Scrapping IR35 is not the answer, says Tory official
Hopes among self-employed voters that the Tories' promised review of IR35 may scrap the contentious law have been dashed, after the party said repealing it was not viable.
In an email to a CUK reader, a high-ranking official at Conservative HQ said that revoking the legislation, proposed by Labour in 1999, could result in "unintended consequences."
Although the Tory review team still sees revoking IR35 as an "option", the senior official said it was only one of the potential outcomes, and one that industry doesn't want.
"Having consulted with business tax professionals and freelancers, it is clear that simply scrapping IR35 would not resolve many of [the] issues around the taxation of small businesses.
"Indeed it would, on its own, be the same piecemeal approach which has failed under this government," the Tory official wrote, adding:
"So instead a Conservative Government would undertake a fundamental review of small business taxation matters, including IR35.
"We would mandate the new Office of Tax Simplification to conduct this review, with the aim of creating a comprehensive and lasting regime."
Kate Cottrell, an IR35 advisor, welcomed the sense of realisation in the Tories' statement, saying she was "heartened" the party had listened to those most affected by the law.
"It [also] shows that the Tories understand that abolishing or scrapping IR35 is a completely unrealistic and wholly unworkable measure.
"IR35 underpins lots of other legislation and regulations," she said, pointing to the Managed Service Company rules and the forthcoming Agency Workers' Directive.
Another former tax inspector, Bob, says that solely doing away with IR35, without accompanying tax reform, is not plausible, particularly in the current climate.
He told CUK: "In 39 years' working for the Revenue...in my opinion scrapping IR35 on its own will not work.
"Something will have to take its place but it must not stifle the economy. Coming out of a recession is not the time to be making life difficult for the self-employed".
Seeming to respond to the consensus that IR35 cannot be simply rubbed from the statute book, one of the legislation's fiercest critics appears to have softened its stance.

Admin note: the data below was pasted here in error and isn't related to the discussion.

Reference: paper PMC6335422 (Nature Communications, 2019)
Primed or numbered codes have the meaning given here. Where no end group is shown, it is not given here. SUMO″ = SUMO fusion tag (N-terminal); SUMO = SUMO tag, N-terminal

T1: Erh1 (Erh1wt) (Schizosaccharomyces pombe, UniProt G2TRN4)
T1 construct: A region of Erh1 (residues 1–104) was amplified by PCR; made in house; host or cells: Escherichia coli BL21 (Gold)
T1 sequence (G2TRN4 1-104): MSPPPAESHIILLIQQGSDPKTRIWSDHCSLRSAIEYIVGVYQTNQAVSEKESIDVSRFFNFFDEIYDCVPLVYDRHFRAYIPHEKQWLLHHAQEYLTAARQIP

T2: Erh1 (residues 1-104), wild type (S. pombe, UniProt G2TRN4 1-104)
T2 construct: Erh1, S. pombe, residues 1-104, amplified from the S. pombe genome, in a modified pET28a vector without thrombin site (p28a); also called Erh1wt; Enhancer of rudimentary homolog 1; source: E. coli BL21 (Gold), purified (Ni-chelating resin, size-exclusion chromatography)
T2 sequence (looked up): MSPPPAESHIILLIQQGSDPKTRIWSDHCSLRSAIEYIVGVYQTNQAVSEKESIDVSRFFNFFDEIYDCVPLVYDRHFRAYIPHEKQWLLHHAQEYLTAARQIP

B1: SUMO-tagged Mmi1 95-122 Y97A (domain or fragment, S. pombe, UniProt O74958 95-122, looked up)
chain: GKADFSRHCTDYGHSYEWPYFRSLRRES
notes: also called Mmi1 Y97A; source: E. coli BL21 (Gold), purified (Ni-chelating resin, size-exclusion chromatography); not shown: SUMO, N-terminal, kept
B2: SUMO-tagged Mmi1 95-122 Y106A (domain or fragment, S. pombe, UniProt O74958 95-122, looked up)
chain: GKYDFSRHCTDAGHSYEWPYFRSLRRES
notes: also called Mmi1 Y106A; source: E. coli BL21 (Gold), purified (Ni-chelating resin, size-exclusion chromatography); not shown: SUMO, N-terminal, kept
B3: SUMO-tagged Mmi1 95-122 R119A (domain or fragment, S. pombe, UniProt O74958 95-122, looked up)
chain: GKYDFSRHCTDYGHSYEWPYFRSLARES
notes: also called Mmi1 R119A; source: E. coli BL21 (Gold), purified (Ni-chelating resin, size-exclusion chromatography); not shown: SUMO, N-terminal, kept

The Professional Contractors Group, which has lobbied to scrap IR35 since it was introduced, said this week that it wants the law to go or, if not, be "radically simplified."
Asked in February if the group was working up IR35-related proposals for the Tories, as had been reported in the mainstream media at the time, a PCG spokeswoman responded.
"On the issue of IR35, PCG continues its long-standing quest to find a way to correct the unfairness inherent in this piece of legislation," the spokeswoman said.
"As part of that process we continue to engage with all the main parties at Westminster. Obviously, this means discussions with the Conservatives as well as the Government and the Liberal Democrats".
Whether or not the PCG recommended rewriting the IR35 provisions or returning to the tax rules before IR35, it is these two options which the Tories are considering the most carefully.
"Our aim would be to create a clearer, stable and lasting tax regime for the self-employed and small businesses," the Conservative official said in her email.
"The IR35 tax rules are part of a wider problem surrounding the taxation of small businesses by this government. Since 1997, Gordon Brown has constantly tinkered with the tax treatment of the self-employed, husband and wife businesses and other similar small enterprises.
"The result is the worst of worlds for the self employed: uncertainty, unnecessary risk and unfairness."
The PCG agrees, stating in their manifesto: "Working as a freelancer is a legitimate and valid business model. Unfortunately, the law in this area is unclear, meaning freelancers all too often find their employment status questioned.
"The government should provide legal clarity in order to assure freedom to freelancers who genuinely wish to enter into business whilst, at the same time, oppose disguised employment."
Cottrell, who specialises in disputes about employment status, reflected: "I hope too that any [Tory] review would establish some definitions in relation to the one-size-fits-all label of 'small business'.
"At the moment, different types of "worker" are muddled within the small business label, which is why IR35 is currently a necessary tool to differentiate between a worker genuinely in business on their own account and a disguised employee."
However, the economic climate means measures that result from the Tories' promised review of IR35, and small business taxation overall, should not be burdensome for all of the entities who stand to be affected.
"We should encourage enterprise and make it easier for hard working folk to expand their businesses by taking on staff whether truly self employed or truly employed," said Jones.
Continuing his appeal to policymakers, the ex-tax inspector urged: "There is no point in having rules that cannot be implemented so unless the Tories can come up with something that is simple to understand, simple to operate and encourages enterprise, then maybe it would be best to revert to the pre-IR35 days after all."
Ray McMahon, a tax advisor at consultant365.com, said: "Like most advisers and contractors, I would welcome a complete review of the current [tax] situation for all small businesses.
"This could help contractors understand and comply with their obligations. Contractors only want a fair system which they can understand".